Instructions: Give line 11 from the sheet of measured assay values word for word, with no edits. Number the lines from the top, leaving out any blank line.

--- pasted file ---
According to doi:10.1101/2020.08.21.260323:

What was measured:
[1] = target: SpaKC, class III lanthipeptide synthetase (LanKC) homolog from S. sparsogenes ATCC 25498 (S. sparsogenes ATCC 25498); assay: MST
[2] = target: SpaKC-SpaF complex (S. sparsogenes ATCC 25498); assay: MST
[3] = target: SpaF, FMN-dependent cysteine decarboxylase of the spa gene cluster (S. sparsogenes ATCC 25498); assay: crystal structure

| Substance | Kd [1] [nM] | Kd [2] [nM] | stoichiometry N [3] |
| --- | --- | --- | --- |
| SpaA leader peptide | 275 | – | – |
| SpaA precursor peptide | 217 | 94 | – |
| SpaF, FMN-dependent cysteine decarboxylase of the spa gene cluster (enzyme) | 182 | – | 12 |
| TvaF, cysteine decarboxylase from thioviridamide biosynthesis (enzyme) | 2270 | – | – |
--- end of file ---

| TvaF, cysteine decarboxylase from thioviridamide biosynthesis (enzyme) | 2270 | – | – |